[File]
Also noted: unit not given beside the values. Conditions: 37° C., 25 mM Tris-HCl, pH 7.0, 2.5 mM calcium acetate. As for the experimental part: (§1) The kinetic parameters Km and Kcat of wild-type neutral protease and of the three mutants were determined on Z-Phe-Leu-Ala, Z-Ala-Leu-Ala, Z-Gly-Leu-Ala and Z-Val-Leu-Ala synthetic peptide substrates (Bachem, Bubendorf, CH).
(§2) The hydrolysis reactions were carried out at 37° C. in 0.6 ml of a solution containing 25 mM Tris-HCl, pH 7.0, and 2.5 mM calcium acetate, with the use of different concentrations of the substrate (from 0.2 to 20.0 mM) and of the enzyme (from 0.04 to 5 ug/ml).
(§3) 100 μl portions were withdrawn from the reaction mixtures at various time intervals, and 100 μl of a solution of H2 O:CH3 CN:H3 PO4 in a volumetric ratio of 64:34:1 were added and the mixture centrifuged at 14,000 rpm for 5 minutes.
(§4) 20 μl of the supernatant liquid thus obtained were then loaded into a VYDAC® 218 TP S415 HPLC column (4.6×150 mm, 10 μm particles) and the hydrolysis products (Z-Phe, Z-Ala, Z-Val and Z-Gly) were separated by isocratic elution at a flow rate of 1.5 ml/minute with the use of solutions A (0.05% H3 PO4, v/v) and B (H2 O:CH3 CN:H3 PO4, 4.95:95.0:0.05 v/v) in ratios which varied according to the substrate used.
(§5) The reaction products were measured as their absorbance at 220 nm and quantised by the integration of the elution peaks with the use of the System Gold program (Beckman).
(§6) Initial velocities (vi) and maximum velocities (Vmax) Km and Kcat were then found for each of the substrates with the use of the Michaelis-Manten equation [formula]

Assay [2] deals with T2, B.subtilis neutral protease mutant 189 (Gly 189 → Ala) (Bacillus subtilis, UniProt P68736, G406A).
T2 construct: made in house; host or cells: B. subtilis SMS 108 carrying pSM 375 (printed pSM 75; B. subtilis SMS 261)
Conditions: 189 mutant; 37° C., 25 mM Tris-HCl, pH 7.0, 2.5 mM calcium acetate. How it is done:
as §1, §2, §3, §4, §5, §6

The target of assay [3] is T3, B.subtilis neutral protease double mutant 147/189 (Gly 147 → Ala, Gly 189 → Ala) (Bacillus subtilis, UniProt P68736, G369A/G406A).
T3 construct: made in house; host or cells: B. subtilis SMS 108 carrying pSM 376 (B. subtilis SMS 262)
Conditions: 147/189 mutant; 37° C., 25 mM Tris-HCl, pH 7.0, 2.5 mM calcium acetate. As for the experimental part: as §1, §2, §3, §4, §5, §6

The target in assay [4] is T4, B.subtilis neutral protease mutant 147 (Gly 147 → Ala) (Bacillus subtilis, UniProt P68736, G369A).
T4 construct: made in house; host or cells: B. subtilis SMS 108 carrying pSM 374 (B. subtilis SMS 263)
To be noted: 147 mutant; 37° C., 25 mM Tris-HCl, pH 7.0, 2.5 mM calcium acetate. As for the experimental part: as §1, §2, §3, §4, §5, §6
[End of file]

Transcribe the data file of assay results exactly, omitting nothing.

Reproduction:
Also noted: unit not given beside the values. Conditions: 37° C., 25 mM Tris-HCl, pH 7.0, 2.5 mM calcium acetate. As for the experimental part: (§1) The kinetic parameters Km and Kcat of wild-type neutral protease and of the three mutants were determined on Z-Phe-Leu-Ala, Z-Ala-Leu-Ala, Z-Gly-Leu-Ala and Z-Val-Leu-Ala synthetic peptide substrates (Bachem, Bubendorf, CH).
(§2) The hydrolysis reactions were carried out at 37° C. in 0.6 ml of a solution containing 25 mM Tris-HCl, pH 7.0, and 2.5 mM calcium acetate, with the use of different concentrations of the substrate (from 0.2 to 20.0 mM) and of the enzyme (from 0.04 to 5 ug/ml).
(§3) 100 μl portions were withdrawn from the reaction mixtures at various time intervals, and 100 μl of a solution of H2 O:CH3 CN:H3 PO4 in a volumetric ratio of 64:34:1 were added and the mixture centrifuged at 14,000 rpm for 5 minutes.
(§4) 20 μl of the supernatant liquid thus obtained were then loaded into a VYDAC® 218 TP S415 HPLC column (4.6×150 mm, 10 μm particles) and the hydrolysis products (Z-Phe, Z-Ala, Z-Val and Z-Gly) were separated by isocratic elution at a flow rate of 1.5 ml/minute with the use of solutions A (0.05% H3 PO4, v/v) and B (H2 O:CH3 CN:H3 PO4, 4.95:95.0:0.05 v/v) in ratios which varied according to the substrate used.
(§5) The reaction products were measured as their absorbance at 220 nm and quantised by the integration of the elution peaks with the use of the System Gold program (Beckman).
(§6) Initial velocities (vi) and maximum velocities (Vmax) Km and Kcat were then found for each of the substrates with the use of the Michaelis-Manten equation [formula]

Assay [2] deals with T2, B.subtilis neutral protease mutant 189 (Gly 189 → Ala) (Bacillus subtilis, UniProt P68736, G406A).
T2 construct: made in house; host or cells: B. subtilis SMS 108 carrying pSM 375 (printed pSM 75; B. subtilis SMS 261)
Conditions: 189 mutant; 37° C., 25 mM Tris-HCl, pH 7.0, 2.5 mM calcium acetate. How it is done:
as §1, §2, §3, §4, §5, §6

The target of assay [3] is T3, B.subtilis neutral protease double mutant 147/189 (Gly 147 → Ala, Gly 189 → Ala) (Bacillus subtilis, UniProt P68736, G369A/G406A).
T3 construct: made in house; host or cells: B. subtilis SMS 108 carrying pSM 376 (B. subtilis SMS 262)
Conditions: 147/189 mutant; 37° C., 25 mM Tris-HCl, pH 7.0, 2.5 mM calcium acetate. As for the experimental part: as §1, §2, §3, §4, §5, §6

The target in assay [4] is T4, B.subtilis neutral protease mutant 147 (Gly 147 → Ala) (Bacillus subtilis, UniProt P68736, G369A).
T4 construct: made in house; host or cells: B. subtilis SMS 108 carrying pSM 374 (B. subtilis SMS 263)
To be noted: 147 mutant; 37° C., 25 mM Tris-HCl, pH 7.0, 2.5 mM calcium acetate. As for the experimental part: as §1, §2, §3, §4, §5, §6